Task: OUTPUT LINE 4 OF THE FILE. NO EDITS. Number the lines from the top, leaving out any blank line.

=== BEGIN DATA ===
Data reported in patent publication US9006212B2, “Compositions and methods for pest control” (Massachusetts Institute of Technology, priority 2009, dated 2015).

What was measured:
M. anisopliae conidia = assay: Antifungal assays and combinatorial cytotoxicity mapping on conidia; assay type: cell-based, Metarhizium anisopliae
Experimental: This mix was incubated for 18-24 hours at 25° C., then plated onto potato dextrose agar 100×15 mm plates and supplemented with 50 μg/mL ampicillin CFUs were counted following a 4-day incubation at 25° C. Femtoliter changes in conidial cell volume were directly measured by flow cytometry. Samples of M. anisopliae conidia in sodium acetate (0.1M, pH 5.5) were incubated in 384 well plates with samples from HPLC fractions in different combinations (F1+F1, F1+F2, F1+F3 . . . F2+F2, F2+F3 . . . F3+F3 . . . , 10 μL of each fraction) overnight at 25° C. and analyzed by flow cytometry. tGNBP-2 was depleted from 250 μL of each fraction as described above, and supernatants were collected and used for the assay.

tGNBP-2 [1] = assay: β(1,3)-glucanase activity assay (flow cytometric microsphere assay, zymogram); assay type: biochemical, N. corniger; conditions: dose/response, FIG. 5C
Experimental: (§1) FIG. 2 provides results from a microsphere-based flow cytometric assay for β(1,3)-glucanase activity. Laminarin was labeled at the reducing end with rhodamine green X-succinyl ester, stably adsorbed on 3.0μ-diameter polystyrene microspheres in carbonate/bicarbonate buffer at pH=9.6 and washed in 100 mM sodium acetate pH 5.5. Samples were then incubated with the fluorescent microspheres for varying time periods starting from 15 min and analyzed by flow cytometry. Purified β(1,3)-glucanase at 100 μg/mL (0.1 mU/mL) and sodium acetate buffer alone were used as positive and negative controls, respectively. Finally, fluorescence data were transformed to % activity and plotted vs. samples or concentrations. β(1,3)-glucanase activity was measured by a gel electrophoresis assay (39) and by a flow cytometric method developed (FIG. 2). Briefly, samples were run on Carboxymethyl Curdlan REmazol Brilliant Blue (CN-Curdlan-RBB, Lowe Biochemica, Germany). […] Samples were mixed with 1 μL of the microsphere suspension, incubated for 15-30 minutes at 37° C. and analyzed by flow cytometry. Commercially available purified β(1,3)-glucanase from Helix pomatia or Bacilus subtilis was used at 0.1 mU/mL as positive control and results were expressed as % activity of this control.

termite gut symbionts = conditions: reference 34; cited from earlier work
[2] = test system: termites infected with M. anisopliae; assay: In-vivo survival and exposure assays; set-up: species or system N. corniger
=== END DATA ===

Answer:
Experimental: This mix was incubated for 18-24 hours at 25° C., then plated onto potato dextrose agar 100×15 mm plates and supplemented with 50 μg/mL ampicillin CFUs were counted following a 4-day incubation at 25° C. Femtoliter changes in conidial cell volume were directly measured by flow cytometry. Samples of M. anisopliae conidia in sodium acetate (0.1M, pH 5.5) were incubated in 384 well plates with samples from HPLC fractions in different combinations (F1+F1, F1+F2, F1+F3 . . . F2+F2, F2+F3 . . . F3+F3 . . . , 10 μL of each fraction) overnight at 25° C. and analyzed by flow cytometry. tGNBP-2 was depleted from 250 μL of each fraction as described above, and supernatants were collected and used for the assay.